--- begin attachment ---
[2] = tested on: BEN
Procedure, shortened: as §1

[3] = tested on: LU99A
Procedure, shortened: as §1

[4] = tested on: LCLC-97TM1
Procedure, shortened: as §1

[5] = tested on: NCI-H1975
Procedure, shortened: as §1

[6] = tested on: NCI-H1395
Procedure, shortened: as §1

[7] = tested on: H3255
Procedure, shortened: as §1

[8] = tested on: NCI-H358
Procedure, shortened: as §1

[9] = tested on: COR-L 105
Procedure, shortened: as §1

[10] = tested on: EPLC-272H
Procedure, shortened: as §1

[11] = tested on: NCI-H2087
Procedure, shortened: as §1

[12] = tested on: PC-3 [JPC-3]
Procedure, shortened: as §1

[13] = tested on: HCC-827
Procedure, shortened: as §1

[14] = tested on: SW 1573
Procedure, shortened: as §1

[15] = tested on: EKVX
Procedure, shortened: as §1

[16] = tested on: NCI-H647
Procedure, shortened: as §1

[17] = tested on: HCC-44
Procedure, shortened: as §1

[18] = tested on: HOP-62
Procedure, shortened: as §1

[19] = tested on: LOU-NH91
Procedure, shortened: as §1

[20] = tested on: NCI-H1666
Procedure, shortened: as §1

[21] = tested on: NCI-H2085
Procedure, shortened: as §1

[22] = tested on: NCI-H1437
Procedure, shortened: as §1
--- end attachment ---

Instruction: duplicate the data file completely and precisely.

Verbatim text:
[2] = tested on: BEN
Procedure, shortened: as §1

[3] = tested on: LU99A
Procedure, shortened: as §1

[4] = tested on: LCLC-97TM1
Procedure, shortened: as §1

[5] = tested on: NCI-H1975
Procedure, shortened: as §1

[6] = tested on: NCI-H1395
Procedure, shortened: as §1

[7] = tested on: H3255
Procedure, shortened: as §1

[8] = tested on: NCI-H358
Procedure, shortened: as §1

[9] = tested on: COR-L 105
Procedure, shortened: as §1

[10] = tested on: EPLC-272H
Procedure, shortened: as §1

[11] = tested on: NCI-H2087
Procedure, shortened: as §1

[12] = tested on: PC-3 [JPC-3]
Procedure, shortened: as §1

[13] = tested on: HCC-827
Procedure, shortened: as §1

[14] = tested on: SW 1573
Procedure, shortened: as §1

[15] = tested on: EKVX
Procedure, shortened: as §1

[16] = tested on: NCI-H647
Procedure, shortened: as §1

[17] = tested on: HCC-44
Procedure, shortened: as §1

[18] = tested on: HOP-62
Procedure, shortened: as §1

[19] = tested on: LOU-NH91
Procedure, shortened: as §1

[20] = tested on: NCI-H1666
Procedure, shortened: as §1

[21] = tested on: NCI-H2085
Procedure, shortened: as §1

[22] = tested on: NCI-H1437
Procedure, shortened: as §1